A position sensor is any device that permits position measurement.
It can either be an absolute position sensor or a relative one. Position sensors can be either linear or angular. Poisitioning Sensors are finding their way into more handheld, medical and industrial devices every day. Knowing the position and orientaion of a device or tool is critical for any modern control system to work accurately. Examples are as varied as a smart phone, a drilling platform, or the attitude control of a Boeing 777.
A pressure sensor measures pressure, typically of gases or liquids. Pressure is an expression of the force required to stop a fluid from expanding and is usually stated in terms of force per unit area. A pressure sensor transducer generates an electronic signal as a function of the pressure imposed. Pressure sensors are used for control and monitoring in thousands of everyday applications.
Pressure sensors can also be used to indirectly measure other variables such as fluid/gas flow, speed, fluid level, and altitude. Pressure sensors can alternatively be called pressure transducers, pressure transmitters, pressure senders, pressure indicators, piezometers, and manometers, among other names. Pressure sensors can vary drastically in technology, design, performance, application suitability and cost. A special category of pressure sensors can dynamically measure very high speed changes in pressure. Example applications are combustion pressure in an engine cylinder or a gas turbine. These sensors are commonly manufactured out of piezoelectric materials such as quartz.
A conservative estimate is that there are over 50 technologies and at least 300 companies making pressure sensors worldwide.
A photoelectric sensor, or photoeye, is a device used to detect the distance, absence, or presence of an object by using a light transmitter (often infrared) and a photoelectric receiver. They are used extensively in industrial manufacturing. There are three functional types: opposed (a.k.a. through-beam), retroreflective, and proximity-sensing.
A self-contained photoelectric sensor contains optics and electronics and requires only a power source. The sensor performs its own modulation, demodulation, amplification, and output switching. Some self-contained sensors provide such options as built-in control timers or counters. Because of technological progress, self-contained photoelectric sensors have become increasingly smaller.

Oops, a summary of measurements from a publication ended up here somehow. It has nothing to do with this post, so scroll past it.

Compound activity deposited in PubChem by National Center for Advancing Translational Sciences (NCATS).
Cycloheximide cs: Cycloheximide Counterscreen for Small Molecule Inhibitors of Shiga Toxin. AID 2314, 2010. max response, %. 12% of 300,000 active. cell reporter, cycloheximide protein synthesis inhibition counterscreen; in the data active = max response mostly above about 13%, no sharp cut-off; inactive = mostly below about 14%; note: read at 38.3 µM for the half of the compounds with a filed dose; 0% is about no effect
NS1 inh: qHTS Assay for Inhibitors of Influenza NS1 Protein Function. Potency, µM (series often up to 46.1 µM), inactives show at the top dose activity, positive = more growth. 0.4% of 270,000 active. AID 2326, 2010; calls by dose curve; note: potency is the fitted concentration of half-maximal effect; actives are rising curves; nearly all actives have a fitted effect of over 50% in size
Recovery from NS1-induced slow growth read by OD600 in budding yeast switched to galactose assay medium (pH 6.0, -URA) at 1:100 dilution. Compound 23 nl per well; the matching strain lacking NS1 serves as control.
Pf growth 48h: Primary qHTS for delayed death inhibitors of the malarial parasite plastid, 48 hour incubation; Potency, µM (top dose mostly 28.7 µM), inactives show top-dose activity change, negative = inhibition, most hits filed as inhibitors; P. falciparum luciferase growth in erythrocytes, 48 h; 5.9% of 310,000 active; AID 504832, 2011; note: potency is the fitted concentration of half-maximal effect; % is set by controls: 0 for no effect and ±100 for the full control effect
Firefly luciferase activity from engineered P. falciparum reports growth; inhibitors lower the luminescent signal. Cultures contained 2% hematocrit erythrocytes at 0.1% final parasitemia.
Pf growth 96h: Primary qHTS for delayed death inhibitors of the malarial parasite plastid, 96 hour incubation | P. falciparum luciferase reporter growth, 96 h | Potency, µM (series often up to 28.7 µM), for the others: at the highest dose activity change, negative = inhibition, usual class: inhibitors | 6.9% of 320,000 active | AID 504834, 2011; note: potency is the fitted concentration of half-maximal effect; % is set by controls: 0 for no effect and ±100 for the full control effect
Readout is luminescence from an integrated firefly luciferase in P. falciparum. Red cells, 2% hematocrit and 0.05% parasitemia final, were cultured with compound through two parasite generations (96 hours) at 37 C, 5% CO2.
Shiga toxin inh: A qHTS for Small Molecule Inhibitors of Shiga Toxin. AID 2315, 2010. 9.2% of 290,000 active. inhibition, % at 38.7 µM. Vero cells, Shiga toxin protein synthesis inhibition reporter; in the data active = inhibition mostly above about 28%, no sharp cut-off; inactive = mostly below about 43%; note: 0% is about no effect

Remote photoelectric sensors, used for sensing over long distances or in hard-to-reach places, contain only the optical components of a sensor. The circuitry for power input, amplification, and output switching are located elsewhere, typically in a control panel. This allows the sensor to be very small and the controls to be accessible, since they may be bigger.
When space is restricted or the environment too hostile even for remote sensors, fiber optics may be used. Fiber optics are passive mechanical sensing components. They may be used with either remote or self-contained sensors. They have no electrical circuitry and no moving parts and can safely pipe light into and out of hostile environments.
Thermal sensors range from bare thermocouples and Resistive Temperature Devices (RTDs) to more sophisticated infrared non-contact sensors that can directly, consistently, and accurately measure a material's temperature. In many systems, temperature control is fundamental. There are a number of passive and active temperature sensors that can be used to measure system temperature, including: thermocouples, resistive temperature detectors, thermistors and silicon temperature sensors. These sensors provide temperature feedback to the system controller to make decisions such as over-temperature shutdown, turn-on/off cooling fan, temperature compensation or general purpose temperature monitor.
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